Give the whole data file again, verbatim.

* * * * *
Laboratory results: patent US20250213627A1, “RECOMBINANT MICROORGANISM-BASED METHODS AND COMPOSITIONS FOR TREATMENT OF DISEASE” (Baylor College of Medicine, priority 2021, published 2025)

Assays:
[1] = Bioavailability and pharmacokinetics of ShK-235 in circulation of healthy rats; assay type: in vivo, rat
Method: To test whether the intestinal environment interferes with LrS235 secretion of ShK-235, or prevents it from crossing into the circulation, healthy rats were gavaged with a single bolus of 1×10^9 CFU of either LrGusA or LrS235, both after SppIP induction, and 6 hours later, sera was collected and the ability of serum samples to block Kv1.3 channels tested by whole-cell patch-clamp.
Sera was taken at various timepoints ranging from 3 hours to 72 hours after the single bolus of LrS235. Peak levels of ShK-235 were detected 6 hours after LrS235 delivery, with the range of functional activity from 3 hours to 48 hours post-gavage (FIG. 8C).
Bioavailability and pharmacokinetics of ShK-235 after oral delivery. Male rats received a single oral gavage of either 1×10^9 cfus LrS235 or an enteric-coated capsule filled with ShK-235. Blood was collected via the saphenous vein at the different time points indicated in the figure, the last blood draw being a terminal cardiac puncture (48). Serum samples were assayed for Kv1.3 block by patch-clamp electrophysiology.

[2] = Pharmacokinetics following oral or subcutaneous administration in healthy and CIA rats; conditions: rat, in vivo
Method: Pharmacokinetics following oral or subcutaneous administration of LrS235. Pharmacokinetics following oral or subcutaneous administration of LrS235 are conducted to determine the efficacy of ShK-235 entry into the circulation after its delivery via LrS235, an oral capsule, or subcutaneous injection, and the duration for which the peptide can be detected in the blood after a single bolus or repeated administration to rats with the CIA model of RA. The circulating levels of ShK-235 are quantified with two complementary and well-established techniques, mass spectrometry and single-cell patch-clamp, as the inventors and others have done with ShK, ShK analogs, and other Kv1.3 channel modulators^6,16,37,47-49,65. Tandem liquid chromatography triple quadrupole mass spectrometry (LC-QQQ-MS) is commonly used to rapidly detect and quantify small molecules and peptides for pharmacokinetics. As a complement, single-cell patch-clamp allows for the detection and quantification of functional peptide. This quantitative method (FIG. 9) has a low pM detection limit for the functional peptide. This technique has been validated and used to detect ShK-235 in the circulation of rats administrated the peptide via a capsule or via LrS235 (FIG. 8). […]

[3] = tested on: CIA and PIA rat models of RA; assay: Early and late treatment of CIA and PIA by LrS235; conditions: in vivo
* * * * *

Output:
Laboratory results: patent US20250213627A1, “RECOMBINANT MICROORGANISM-BASED METHODS AND COMPOSITIONS FOR TREATMENT OF DISEASE” (Baylor College of Medicine, priority 2021, published 2025)

Assays:
[1] = Bioavailability and pharmacokinetics of ShK-235 in circulation of healthy rats; assay type: in vivo, rat
Method: To test whether the intestinal environment interferes with LrS235 secretion of ShK-235, or prevents it from crossing into the circulation, healthy rats were gavaged with a single bolus of 1×10^9 CFU of either LrGusA or LrS235, both after SppIP induction, and 6 hours later, sera was collected and the ability of serum samples to block Kv1.3 channels tested by whole-cell patch-clamp.
Sera was taken at various timepoints ranging from 3 hours to 72 hours after the single bolus of LrS235. Peak levels of ShK-235 were detected 6 hours after LrS235 delivery, with the range of functional activity from 3 hours to 48 hours post-gavage (FIG. 8C).
Bioavailability and pharmacokinetics of ShK-235 after oral delivery. Male rats received a single oral gavage of either 1×10^9 cfus LrS235 or an enteric-coated capsule filled with ShK-235. Blood was collected via the saphenous vein at the different time points indicated in the figure, the last blood draw being a terminal cardiac puncture (48). Serum samples were assayed for Kv1.3 block by patch-clamp electrophysiology.

[2] = Pharmacokinetics following oral or subcutaneous administration in healthy and CIA rats; conditions: rat, in vivo
Method: Pharmacokinetics following oral or subcutaneous administration of LrS235. Pharmacokinetics following oral or subcutaneous administration of LrS235 are conducted to determine the efficacy of ShK-235 entry into the circulation after its delivery via LrS235, an oral capsule, or subcutaneous injection, and the duration for which the peptide can be detected in the blood after a single bolus or repeated administration to rats with the CIA model of RA. The circulating levels of ShK-235 are quantified with two complementary and well-established techniques, mass spectrometry and single-cell patch-clamp, as the inventors and others have done with ShK, ShK analogs, and other Kv1.3 channel modulators^6,16,37,47-49,65. Tandem liquid chromatography triple quadrupole mass spectrometry (LC-QQQ-MS) is commonly used to rapidly detect and quantify small molecules and peptides for pharmacokinetics. As a complement, single-cell patch-clamp allows for the detection and quantification of functional peptide. This quantitative method (FIG. 9) has a low pM detection limit for the functional peptide. This technique has been validated and used to detect ShK-235 in the circulation of rats administrated the peptide via a capsule or via LrS235 (FIG. 8). […]

[3] = tested on: CIA and PIA rat models of RA; assay: Early and late treatment of CIA and PIA by LrS235; conditions: in vivo